On the Backs of the Poor

By Steven Miller
  • Monday, March 10, 2003

In January Governor Guinn declared that he “refuses to balance the budget on the backs” of Nevada’s poor.

But according to a prestigious new study from Washington, D.C., it is precisely Nevada’s poor who would suffer most from the governor’s primary budget revenue proposal—the gross receipts tax.

The Institute on Taxation and Economic Policy (ITEP) is a 23-year-old research and education organization that focuses on government tax policies. It boasts one of the nation’s only computer models built to determine how any particular state tax program affects taxpayers at different income levels.

ITEP released its new study—“Who Pays? A Distributional Analysis of the Tax Systems in All 50 States”—on January 7, about two weeks before Guinn made his dramatic declaration. The institute’s study focused on the most regressive state and local tax systems and the factors that make them so. Heading the list was Washington state—the “Business and Occupation” tax of which was the model for the Guinn administration’s gross receipts tax proposal.

According to the ITEP study, the poorest 20 percent of Washingtonians lose 17.6 percent of their income to state and local taxes. In Nevada, by contrast, the poorest 20 percent lose less than half of that—8.3 percent—to state and local government.

A significant factor in the regressivity of the Washington state tax burden is the gross receipts tax, according to ITEP research. State and local sales and excise taxes suck up 13.8 percent of the poorest Washington residents’ income. The largest of the excise taxes is the state’s gross receipts tax. Indeed, sales and excise taxes supposedly “on business” actually cost the poorest Washingtonians 4.8 percent of their annual incomes, according to the study.

But this is not the only damage that the study inflicts on the campaign to impose a gross receipts tax on Nevadans. When it identified the 10 states in America that impose the highest proportional taxes on the poor, all three of the gross-receipts-tax states made the list.

Washington state—with not only a broad gross receipts tax but also a 6.5 percent sales tax—led the roll. Sixth in the ranking was Hawaii, which has a 4.17 percent gross “excise” tax and a 10 percent income tax. Tenth was New Mexico, with its 6.4 percent gross receipts tax, a 5 percent sales tax, an income tax and property taxes.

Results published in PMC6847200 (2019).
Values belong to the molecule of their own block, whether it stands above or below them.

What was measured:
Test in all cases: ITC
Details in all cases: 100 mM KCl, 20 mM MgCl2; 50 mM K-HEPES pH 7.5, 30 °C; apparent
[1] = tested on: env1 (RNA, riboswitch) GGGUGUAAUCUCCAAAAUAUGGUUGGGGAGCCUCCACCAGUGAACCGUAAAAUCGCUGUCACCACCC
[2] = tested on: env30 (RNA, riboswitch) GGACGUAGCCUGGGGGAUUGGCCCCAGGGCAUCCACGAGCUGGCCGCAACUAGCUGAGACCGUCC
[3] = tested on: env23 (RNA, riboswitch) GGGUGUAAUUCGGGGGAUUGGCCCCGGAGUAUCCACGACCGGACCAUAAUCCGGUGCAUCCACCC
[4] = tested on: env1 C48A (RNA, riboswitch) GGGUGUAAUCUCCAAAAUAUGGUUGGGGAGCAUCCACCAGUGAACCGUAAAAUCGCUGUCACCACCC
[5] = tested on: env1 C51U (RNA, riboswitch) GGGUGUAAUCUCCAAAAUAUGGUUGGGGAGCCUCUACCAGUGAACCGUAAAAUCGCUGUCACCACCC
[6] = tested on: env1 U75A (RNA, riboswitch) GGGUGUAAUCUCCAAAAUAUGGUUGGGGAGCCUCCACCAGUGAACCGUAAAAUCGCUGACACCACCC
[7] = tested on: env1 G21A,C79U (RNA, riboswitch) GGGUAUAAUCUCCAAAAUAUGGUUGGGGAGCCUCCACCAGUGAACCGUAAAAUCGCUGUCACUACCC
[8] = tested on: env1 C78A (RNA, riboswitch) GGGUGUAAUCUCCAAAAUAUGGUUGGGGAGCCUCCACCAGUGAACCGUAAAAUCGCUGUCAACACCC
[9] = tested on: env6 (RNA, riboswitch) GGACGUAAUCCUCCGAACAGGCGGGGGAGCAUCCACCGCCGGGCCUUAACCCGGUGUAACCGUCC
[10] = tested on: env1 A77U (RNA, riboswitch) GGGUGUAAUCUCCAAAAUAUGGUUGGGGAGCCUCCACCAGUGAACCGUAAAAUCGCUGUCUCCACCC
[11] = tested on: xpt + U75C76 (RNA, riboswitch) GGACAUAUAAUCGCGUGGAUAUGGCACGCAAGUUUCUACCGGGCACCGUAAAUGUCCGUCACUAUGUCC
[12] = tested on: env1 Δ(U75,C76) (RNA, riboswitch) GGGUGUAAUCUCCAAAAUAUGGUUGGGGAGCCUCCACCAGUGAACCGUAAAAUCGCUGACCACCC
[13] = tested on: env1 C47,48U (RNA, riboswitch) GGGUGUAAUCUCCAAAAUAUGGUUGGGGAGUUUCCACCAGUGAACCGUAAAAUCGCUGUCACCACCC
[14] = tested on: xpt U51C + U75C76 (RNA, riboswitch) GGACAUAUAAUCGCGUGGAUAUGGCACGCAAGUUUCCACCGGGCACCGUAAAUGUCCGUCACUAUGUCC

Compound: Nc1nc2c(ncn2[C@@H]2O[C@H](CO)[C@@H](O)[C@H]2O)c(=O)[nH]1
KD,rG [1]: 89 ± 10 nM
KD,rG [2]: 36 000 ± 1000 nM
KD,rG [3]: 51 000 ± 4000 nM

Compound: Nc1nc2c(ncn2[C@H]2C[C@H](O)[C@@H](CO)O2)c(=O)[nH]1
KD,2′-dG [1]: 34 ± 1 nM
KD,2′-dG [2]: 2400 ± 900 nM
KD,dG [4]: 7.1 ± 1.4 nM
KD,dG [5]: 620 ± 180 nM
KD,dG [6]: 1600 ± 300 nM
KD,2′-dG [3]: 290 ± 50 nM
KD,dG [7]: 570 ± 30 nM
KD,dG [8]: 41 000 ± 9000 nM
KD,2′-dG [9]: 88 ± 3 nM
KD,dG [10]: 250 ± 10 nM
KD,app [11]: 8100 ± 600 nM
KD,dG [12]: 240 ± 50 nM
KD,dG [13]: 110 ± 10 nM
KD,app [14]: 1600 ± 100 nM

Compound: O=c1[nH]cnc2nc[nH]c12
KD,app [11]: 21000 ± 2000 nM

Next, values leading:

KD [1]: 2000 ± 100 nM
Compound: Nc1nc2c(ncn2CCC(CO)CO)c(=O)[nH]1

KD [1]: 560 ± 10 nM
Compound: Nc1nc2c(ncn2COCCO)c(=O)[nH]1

Ideologically, the Institute on Taxation and Economic Policy is positioned toward the left end of the political spectrum, and labors doggedly for “progressive taxation”—i.e., more and higher income taxes rather than sales and excise taxes that primarily impact consumption. Board members for ITEP include Robert Kuttner, founder and co-editor of the leftist magazine The American Prospect; Robert Reich, secretary of labor in the Clinton administration, and Dean Tipps, secretary-treasurer of the California state Service Employees International Union.

Nevertheless, ITEP’s “microsimulation model” on state taxes adds force to findings published by the Nevada Policy Research Institute earlier this year. An NPRI study, “The Destructive Impact of a Gross Receipts Tax,” explicitly argued that a gross receipts tax in the Silver State would operate like a stealth income tax on average Nevadans. (See www.npri.org.) What the ITEP report shows further is that this “stealth income tax” sought by the Guinn administration would disproportionately hit Nevada’s poorest citizens.

To blunt growing criticisms of its gross receipt tax proposal, the Guinn administration has adopted arguments crafted by the Nevada Resort Association—the primary peddler of the scheme. Guinn’s chief lobbyist, Michael Hillerby, contends that the regressive and stealth “pyramiding” effect of the receipts tax would not be significant in Nevada because the state currently lacks extensive manufacturing.

The argument is breathtaking, because it effectively endorses the NRA drive to block further diversification of the Nevada economy. But it is also quite suspect. Simulations utilizing the nation’s foremost regional economic model—REMI Policy Insight, in Amherst, Mass.—indicate that the effect on average Nevadans of the proposed gross receipts tax would be equivalent to a 2 percent increase in the state sales tax. REMI is the most respected economic modeling program in America and is utilized by a vast majority of state governments, numerous federal agencies, consulting firms, nonprofit institutions, universities and public utilities.

The profoundly regressive character of the administration’s tax proposals—the gross receipts tax, the $300 anti-employment head tax and the massive increase sought in tobacco taxes—is clear. What is not clear is: Why the deafening silence from the leaders of the Democratic state assembly?

Steven B. Miller is policy director for the Nevada Policy Research Institute.

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